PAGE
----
E Inks Color Displays: Daydreams of Electronic Paper Magazines

Nothing compares to flipping through a print magazine, but E Ink’s latest color tech is nearing the mark – at least from my perspective.

Staring at screens for too long has taken a toll on my eyes, so I’ve looked into lifehacky solutions to alleviate the fatigue. Taking breaks and going outside have been helpful, but I still find myself spending more time than desired staring at glowing screens.

For videos, gaming and other activities I crave the latest tech; but when it comes to reading, I’m content with a 2016 Kindle Oasis or good old-fashioned books. Although my hands can tell the difference between paper and e-paper, my eyes don’t care: both provide me with a sense of ease as I lose myself in a story. Is it how light reflects off each page? Or is it that ads and notifications won’t constantly distract me? It doesn’t really matter why – all that matters is which one works best for me. Last week’s visit to E Ink’s conference room in Las Vegas reminded me of this fact!

At CES 2023, E Ink had a showroom at the Venetian, showcasing their latest tech including BMW wraps and Gallery 3 color displays. The PocketBook Viva is one of the first devices to feature these vivid displays – 50k colors at 300 DPI compared to Kaleido’s 4K. These new CMYK screens are much more vibrant than anything seen before!

A prototype with E Ink's Gallery 3 display tech.

E Ink’s Gallery 3 display tech is showcased in a prototype: Image Credits: Harri Weber for TechGround.

“Though U.S. business lead Timothy O’Malley admits they won’t be the best movie-showing screen, E Ink is still aiming high with its goals reaching iPad level,” he told TechGround in an interview. Going further, their goal is to create a magazine reading experience that satisfies even the most discerning publishers.

“Fashion magazines have demanding color standards – a goal we can reach with the right tech,” said the 22-year veteran. “I’m confident we’ll get there.”

O’Malley stated they would increase saturation to an appropriate level, which could attract comics enthusiasts and picturebook aficionados alike.

E Ink’s Gallery color tech is ideal for signage where clarity takes priority over speed. Handheld readers, however, need faster refresh speeds – the colors appear muted compared to a retina screen. Swiping a Gallery 3 prototype showed that large images lagged and flashed; but small illustrations with black-on-white text were smooth enough for widespread use.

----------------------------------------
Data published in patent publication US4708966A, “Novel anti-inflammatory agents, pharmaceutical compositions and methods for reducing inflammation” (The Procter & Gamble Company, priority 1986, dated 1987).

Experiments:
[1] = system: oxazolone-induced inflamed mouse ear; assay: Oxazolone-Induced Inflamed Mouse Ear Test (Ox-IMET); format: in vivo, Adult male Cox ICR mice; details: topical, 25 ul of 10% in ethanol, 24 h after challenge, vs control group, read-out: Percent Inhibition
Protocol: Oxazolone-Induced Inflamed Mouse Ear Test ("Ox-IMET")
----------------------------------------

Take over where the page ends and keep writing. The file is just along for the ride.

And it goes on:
A prototype with E Ink's Gallery 3 display tech.

The prototype with E Ink’s Gallery 3 display: Image Credits Harri Weber for TechGround.

E Ink’s Gallery 3 stats show the current trade-off between speed and clarity: black-and-white updates are at 350 milliseconds, while for color it ranges from 500 ms (fast mode) to 1500 ms (best quality). However, manufacturers decide how they’ll prioritize these metrics, so results may vary.

Brands like PocketBook, Bigme and BOOX have jumped onboard with Gallery 3, but so far Amazon has yet to commit to supporting color e-readers. If they did, it would give the technology a huge boost; however, Amazon recently pulled out of magazine and newspaper subscriptions for its black-and-white Kindles due to budget cuts.

When I asked O’Malley why a full-color Kindle hadn’t been released yet, he quickly responded: “It’s a two step dance – we have our part and each customer has their own part.”

A Kindle rep would not comment when I asked my question over email, but I can still dream.

Read more about CES 2023 on TechCrunch
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Dylan Williams

Dylan Williams is a multimedia storyteller with a background in video production and graphic design. He has a knack for finding and sharing unique and visually striking stories from around the world.

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